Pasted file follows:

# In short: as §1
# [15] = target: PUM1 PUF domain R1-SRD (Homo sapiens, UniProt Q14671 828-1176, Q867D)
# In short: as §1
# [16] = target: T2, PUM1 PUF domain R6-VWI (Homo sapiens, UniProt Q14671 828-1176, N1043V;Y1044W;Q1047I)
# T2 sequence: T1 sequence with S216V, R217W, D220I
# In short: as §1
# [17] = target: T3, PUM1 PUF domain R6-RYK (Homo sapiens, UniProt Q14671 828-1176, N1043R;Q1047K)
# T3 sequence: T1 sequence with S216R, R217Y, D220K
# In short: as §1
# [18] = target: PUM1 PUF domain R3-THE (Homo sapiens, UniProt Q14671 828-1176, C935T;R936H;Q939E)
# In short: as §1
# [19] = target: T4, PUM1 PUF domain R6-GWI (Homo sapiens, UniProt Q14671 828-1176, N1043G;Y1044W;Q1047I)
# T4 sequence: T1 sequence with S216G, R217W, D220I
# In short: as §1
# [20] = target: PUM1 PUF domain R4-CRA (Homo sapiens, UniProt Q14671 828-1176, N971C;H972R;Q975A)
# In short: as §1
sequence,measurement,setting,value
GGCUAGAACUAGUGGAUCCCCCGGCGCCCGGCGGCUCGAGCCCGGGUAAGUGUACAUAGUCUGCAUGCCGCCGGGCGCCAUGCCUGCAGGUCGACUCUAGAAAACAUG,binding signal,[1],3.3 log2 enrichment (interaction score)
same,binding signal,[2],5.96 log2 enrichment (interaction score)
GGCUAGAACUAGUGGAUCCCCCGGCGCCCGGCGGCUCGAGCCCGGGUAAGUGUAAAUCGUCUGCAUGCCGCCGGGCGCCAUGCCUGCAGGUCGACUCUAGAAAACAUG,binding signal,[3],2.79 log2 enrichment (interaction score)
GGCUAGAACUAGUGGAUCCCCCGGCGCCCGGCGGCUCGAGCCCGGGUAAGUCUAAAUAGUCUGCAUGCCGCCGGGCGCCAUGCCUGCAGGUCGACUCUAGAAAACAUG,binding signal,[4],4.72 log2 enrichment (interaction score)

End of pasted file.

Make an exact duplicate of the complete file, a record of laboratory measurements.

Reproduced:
# In short: as §1
# [15] = target: PUM1 PUF domain R1-SRD (Homo sapiens, UniProt Q14671 828-1176, Q867D)
# In short: as §1
# [16] = target: T2, PUM1 PUF domain R6-VWI (Homo sapiens, UniProt Q14671 828-1176, N1043V;Y1044W;Q1047I)
# T2 sequence: T1 sequence with S216V, R217W, D220I
# In short: as §1
# [17] = target: T3, PUM1 PUF domain R6-RYK (Homo sapiens, UniProt Q14671 828-1176, N1043R;Q1047K)
# T3 sequence: T1 sequence with S216R, R217Y, D220K
# In short: as §1
# [18] = target: PUM1 PUF domain R3-THE (Homo sapiens, UniProt Q14671 828-1176, C935T;R936H;Q939E)
# In short: as §1
# [19] = target: T4, PUM1 PUF domain R6-GWI (Homo sapiens, UniProt Q14671 828-1176, N1043G;Y1044W;Q1047I)
# T4 sequence: T1 sequence with S216G, R217W, D220I
# In short: as §1
# [20] = target: PUM1 PUF domain R4-CRA (Homo sapiens, UniProt Q14671 828-1176, N971C;H972R;Q975A)
# In short: as §1
sequence,measurement,setting,value
GGCUAGAACUAGUGGAUCCCCCGGCGCCCGGCGGCUCGAGCCCGGGUAAGUGUACAUAGUCUGCAUGCCGCCGGGCGCCAUGCCUGCAGGUCGACUCUAGAAAACAUG,binding signal,[1],3.3 log2 enrichment (interaction score)
same,binding signal,[2],5.96 log2 enrichment (interaction score)
GGCUAGAACUAGUGGAUCCCCCGGCGCCCGGCGGCUCGAGCCCGGGUAAGUGUAAAUCGUCUGCAUGCCGCCGGGCGCCAUGCCUGCAGGUCGACUCUAGAAAACAUG,binding signal,[3],2.79 log2 enrichment (interaction score)
GGCUAGAACUAGUGGAUCCCCCGGCGCCCGGCGGCUCGAGCCCGGGUAAGUCUAAAUAGUCUGCAUGCCGCCGGGCGCCAUGCCUGCAGGUCGACUCUAGAAAACAUG,binding signal,[4],4.72 log2 enrichment (interaction score)